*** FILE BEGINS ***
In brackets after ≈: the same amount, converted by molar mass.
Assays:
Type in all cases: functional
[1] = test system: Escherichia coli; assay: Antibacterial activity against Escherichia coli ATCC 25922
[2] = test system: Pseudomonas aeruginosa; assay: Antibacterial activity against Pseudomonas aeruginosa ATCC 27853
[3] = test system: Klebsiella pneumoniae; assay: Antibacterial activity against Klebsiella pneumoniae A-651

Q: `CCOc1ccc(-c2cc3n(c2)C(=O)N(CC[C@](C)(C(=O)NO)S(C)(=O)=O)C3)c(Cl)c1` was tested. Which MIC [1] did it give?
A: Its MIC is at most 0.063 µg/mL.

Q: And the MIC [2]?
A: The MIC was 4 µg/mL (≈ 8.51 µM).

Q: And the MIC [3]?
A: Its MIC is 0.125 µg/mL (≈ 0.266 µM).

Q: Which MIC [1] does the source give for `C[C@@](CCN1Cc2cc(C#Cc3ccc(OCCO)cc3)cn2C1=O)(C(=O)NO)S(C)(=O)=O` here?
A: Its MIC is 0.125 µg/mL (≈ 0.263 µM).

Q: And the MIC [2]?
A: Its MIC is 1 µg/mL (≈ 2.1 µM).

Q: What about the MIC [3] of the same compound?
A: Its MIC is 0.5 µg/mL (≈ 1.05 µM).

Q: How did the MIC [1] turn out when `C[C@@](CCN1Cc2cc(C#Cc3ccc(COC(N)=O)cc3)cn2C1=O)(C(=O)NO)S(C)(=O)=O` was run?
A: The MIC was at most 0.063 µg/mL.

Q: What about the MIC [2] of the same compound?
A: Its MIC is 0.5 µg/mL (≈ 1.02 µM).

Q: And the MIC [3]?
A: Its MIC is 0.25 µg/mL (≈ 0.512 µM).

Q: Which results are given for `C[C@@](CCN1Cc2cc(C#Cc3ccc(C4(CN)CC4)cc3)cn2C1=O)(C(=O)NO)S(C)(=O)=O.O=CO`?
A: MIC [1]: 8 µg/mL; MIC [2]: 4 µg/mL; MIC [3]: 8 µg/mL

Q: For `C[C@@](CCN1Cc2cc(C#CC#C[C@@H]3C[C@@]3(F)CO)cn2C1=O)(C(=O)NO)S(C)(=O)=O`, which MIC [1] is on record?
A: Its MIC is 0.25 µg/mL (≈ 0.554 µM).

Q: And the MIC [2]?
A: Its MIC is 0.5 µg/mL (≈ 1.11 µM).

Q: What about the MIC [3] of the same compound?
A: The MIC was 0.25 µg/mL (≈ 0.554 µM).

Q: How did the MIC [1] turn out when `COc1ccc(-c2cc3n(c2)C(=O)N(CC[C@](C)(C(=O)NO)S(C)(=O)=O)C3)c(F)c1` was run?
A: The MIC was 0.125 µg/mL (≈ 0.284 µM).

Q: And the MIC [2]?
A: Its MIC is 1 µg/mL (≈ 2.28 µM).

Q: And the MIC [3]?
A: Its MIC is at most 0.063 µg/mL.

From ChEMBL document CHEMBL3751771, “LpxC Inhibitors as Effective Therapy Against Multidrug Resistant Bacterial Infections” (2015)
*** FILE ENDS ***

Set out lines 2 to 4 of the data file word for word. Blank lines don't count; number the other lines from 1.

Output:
Assays:
Type in all cases: functional
[1] = test system: Escherichia coli; assay: Antibacterial activity against Escherichia coli ATCC 25922